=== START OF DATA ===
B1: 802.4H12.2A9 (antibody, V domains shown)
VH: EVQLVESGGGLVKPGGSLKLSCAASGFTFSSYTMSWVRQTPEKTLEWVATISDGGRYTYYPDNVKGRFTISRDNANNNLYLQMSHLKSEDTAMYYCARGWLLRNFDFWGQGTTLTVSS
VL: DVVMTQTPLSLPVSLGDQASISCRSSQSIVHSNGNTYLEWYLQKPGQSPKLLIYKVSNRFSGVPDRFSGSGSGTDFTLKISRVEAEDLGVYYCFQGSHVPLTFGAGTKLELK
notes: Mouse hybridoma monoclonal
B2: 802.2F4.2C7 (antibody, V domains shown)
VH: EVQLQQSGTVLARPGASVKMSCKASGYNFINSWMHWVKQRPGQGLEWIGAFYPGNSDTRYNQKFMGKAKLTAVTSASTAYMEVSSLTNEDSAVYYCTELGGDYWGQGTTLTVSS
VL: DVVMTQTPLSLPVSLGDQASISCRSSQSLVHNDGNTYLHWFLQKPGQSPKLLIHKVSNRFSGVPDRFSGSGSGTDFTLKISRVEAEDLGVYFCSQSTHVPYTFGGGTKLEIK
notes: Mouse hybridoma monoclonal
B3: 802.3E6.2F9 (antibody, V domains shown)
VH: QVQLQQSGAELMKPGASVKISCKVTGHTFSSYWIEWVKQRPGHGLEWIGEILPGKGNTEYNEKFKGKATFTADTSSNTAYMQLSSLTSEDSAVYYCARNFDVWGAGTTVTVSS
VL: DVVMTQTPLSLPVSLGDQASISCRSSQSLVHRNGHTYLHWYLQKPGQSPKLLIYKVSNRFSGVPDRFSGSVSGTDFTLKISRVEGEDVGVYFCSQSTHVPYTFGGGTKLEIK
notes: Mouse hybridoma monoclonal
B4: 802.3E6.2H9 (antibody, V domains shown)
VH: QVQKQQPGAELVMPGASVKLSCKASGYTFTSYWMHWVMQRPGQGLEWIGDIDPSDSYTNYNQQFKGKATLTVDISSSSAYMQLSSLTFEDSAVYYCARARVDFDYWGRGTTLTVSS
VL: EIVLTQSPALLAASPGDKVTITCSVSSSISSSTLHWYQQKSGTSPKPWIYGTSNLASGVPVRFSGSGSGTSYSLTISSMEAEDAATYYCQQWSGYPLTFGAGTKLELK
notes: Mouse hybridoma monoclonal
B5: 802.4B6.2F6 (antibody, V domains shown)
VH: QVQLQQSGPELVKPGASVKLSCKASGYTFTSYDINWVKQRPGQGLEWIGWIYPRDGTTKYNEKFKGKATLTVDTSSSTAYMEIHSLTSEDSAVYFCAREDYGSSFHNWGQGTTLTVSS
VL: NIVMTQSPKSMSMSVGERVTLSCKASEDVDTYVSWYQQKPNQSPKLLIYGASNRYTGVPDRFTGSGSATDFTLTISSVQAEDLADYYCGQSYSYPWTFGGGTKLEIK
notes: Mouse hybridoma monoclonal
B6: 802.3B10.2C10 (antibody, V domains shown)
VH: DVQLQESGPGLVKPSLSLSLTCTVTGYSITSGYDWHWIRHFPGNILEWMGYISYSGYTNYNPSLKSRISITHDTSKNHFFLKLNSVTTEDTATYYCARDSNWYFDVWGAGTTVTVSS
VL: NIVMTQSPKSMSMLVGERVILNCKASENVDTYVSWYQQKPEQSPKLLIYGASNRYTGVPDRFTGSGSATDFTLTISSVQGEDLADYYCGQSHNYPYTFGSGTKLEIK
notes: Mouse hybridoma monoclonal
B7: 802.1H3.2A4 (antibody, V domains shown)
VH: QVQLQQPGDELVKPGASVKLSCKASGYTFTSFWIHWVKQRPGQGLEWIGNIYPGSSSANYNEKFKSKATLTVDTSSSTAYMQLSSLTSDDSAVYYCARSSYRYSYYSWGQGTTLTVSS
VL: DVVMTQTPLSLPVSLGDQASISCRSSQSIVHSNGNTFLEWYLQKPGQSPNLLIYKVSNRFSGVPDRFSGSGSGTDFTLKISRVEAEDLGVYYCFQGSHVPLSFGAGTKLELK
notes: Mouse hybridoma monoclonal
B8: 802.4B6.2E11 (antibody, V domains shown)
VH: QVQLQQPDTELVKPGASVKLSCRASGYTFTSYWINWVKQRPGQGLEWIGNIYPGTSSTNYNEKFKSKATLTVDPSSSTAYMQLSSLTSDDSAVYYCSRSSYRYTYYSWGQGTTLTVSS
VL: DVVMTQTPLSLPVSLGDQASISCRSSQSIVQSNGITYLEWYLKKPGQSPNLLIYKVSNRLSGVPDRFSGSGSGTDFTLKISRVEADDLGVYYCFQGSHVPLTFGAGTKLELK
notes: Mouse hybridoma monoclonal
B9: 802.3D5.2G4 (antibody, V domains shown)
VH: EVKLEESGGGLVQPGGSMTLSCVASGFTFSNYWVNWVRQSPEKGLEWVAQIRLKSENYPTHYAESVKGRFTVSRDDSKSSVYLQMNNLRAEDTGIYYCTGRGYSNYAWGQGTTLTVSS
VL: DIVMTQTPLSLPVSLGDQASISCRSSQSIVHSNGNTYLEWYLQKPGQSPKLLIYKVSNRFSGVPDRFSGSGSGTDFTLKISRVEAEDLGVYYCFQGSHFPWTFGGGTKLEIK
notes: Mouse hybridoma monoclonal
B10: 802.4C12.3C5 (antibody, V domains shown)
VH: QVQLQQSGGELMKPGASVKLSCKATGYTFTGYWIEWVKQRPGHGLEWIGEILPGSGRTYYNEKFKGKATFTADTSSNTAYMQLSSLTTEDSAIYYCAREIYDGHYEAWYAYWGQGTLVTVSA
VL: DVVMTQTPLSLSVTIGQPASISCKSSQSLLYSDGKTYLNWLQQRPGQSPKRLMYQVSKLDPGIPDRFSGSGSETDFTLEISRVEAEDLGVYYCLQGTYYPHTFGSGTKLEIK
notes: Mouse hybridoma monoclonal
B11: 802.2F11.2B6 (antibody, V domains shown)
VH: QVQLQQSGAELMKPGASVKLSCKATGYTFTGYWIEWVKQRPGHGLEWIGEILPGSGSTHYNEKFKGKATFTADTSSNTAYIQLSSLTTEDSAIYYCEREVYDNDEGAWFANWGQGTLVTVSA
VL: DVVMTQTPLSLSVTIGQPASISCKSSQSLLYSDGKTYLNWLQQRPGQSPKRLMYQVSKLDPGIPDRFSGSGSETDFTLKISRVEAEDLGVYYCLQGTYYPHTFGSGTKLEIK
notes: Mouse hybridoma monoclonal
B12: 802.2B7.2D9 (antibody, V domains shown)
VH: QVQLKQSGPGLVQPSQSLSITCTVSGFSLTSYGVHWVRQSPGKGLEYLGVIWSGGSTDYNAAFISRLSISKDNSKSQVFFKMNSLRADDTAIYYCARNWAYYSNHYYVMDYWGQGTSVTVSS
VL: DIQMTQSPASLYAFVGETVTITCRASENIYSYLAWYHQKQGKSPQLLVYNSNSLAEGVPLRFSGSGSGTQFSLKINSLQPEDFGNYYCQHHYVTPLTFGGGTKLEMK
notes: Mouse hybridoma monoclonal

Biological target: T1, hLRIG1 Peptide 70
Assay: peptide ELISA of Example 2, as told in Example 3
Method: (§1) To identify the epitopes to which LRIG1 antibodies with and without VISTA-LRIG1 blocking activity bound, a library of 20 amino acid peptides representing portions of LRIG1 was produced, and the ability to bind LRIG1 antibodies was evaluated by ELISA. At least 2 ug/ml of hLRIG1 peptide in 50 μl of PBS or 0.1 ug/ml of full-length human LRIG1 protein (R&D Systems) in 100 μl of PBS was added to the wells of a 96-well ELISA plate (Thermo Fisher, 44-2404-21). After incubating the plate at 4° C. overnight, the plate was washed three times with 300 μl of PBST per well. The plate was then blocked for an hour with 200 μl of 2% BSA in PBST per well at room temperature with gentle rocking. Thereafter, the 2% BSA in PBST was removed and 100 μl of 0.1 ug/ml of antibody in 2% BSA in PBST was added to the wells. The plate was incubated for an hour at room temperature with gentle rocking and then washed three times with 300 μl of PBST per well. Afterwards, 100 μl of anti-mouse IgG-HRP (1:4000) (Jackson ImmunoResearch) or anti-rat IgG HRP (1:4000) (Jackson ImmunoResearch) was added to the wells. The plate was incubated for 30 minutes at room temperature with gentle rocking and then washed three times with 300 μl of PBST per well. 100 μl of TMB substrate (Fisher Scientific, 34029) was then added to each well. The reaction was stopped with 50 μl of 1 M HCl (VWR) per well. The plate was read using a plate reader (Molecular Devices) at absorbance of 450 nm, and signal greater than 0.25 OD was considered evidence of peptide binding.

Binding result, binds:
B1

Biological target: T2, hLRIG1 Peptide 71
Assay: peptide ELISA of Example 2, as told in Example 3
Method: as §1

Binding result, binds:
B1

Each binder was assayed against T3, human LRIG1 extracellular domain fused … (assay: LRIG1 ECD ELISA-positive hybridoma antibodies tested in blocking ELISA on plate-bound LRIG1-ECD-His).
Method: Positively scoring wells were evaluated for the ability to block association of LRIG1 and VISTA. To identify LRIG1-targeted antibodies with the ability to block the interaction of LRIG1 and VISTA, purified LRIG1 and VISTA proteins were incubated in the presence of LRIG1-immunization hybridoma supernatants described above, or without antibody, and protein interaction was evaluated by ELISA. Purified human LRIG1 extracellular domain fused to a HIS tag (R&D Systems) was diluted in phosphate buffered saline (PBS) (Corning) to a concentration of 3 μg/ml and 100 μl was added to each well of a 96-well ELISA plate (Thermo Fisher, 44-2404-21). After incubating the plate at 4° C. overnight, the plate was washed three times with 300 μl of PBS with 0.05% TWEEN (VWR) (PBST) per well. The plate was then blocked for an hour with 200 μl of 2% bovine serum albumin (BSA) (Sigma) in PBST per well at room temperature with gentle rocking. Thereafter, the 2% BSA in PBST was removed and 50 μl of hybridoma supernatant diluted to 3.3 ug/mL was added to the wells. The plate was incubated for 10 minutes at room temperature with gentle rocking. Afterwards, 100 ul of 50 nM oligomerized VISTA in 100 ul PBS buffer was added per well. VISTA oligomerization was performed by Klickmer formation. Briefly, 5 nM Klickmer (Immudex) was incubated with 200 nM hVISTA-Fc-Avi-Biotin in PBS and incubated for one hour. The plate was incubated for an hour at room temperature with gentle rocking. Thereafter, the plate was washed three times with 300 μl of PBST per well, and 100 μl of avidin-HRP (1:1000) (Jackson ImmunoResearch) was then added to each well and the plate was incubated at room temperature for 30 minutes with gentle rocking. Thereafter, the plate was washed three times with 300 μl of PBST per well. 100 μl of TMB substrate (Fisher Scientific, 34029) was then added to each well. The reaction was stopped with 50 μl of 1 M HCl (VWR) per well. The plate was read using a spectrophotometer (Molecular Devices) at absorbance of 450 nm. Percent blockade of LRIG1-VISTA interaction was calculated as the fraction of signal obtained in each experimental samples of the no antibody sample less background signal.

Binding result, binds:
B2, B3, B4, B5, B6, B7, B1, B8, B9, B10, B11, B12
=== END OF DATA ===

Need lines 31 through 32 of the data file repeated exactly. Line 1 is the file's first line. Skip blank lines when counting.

VL: DVVMTQTPLSLPVSLGDQASISCRSSQSIVQSNGITYLEWYLKKPGQSPNLLIYKVSNRLSGVPDRFSGSGSGTDFTLKISRVEADDLGVYYCFQGSHVPLTFGAGTKLELK
notes: Mouse hybridoma monoclonal